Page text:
MEXICO CITY (Reuters) - Mexico’s central bank could raise interest rates or step up currency intervention if the peso continues to depreciate, according to a Reuters survey of analysts conducted in the last week.
Of 19 experts consulted, 17 thought the central bank would take some kind of action if the peso continued to weaken.
Seven of them expected the bank would raise its benchmark interest rate by 25 basis points while also increasing the amount of peso derivatives they auction.
Six analysts said the bank would just raise rates, while four thought they would only increase auctions of peso non-deliverable forwards (NDFs).
Mexico’s central bank held its benchmark interest rate steady at 7.50 percent on Thursday, and policymakers warned that uncertainty surrounding trade talks with the United States and Canada as well as domestic elections could negatively affect the peso.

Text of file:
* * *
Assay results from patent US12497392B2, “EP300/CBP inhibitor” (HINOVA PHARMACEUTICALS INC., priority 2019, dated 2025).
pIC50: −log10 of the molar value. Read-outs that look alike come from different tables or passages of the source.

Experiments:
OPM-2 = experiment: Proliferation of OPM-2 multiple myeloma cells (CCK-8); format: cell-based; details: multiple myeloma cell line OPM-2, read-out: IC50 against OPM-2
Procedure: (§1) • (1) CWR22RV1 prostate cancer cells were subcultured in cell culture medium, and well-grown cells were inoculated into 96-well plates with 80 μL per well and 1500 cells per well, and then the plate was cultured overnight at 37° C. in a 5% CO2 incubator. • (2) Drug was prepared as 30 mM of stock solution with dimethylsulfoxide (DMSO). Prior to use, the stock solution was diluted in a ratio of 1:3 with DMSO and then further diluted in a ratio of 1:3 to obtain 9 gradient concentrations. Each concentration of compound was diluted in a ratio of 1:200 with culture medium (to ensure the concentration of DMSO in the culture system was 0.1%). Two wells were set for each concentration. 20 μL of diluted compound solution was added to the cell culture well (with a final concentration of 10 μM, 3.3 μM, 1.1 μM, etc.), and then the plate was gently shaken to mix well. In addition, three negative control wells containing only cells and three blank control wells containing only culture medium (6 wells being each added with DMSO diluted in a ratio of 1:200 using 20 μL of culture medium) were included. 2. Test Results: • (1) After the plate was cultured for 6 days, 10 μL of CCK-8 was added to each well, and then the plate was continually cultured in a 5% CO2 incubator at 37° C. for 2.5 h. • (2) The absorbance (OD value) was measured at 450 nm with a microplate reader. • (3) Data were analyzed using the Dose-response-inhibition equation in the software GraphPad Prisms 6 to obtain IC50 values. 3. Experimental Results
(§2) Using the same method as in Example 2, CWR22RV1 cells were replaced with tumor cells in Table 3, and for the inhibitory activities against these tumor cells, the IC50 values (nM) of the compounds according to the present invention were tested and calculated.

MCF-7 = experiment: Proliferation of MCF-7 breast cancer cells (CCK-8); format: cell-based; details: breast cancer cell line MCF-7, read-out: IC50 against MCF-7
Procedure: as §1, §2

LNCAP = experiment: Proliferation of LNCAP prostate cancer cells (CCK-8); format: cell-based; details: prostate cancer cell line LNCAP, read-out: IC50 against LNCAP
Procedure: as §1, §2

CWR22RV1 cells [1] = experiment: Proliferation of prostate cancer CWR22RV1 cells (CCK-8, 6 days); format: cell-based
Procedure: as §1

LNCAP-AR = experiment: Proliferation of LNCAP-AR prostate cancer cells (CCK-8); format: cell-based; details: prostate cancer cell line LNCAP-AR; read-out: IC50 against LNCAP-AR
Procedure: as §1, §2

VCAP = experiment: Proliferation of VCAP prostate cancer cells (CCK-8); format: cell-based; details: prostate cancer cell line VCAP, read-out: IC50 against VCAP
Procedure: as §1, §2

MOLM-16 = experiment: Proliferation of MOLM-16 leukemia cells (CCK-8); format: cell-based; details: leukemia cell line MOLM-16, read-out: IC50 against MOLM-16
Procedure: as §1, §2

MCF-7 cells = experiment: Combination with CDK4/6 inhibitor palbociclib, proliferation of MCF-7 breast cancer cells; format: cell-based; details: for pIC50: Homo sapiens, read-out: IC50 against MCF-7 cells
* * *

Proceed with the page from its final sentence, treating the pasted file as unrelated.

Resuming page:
The bank, which says it supports a freely floating peso and shies away from direct intervention in currency markets, launched a $20 billion hedge program in February 2017 after the election of U.S. President Donald Trump sparked a deep slump in the currency that threatened to push inflation higher.
So far, the bank has only auctioned $5.5 billion of those instruments, leaving plenty of room to step up the pace, analysts said.
Some of the analysts said the peso would have to trade consistently above 20 to the dollar in order to risk higher inflation through more expensive imports. Mexico’s central bank has said when the peso has plummeted in the past that it does not protect a certain level.
Reporting by Sheky Espejo; editing by Jonathan Oatis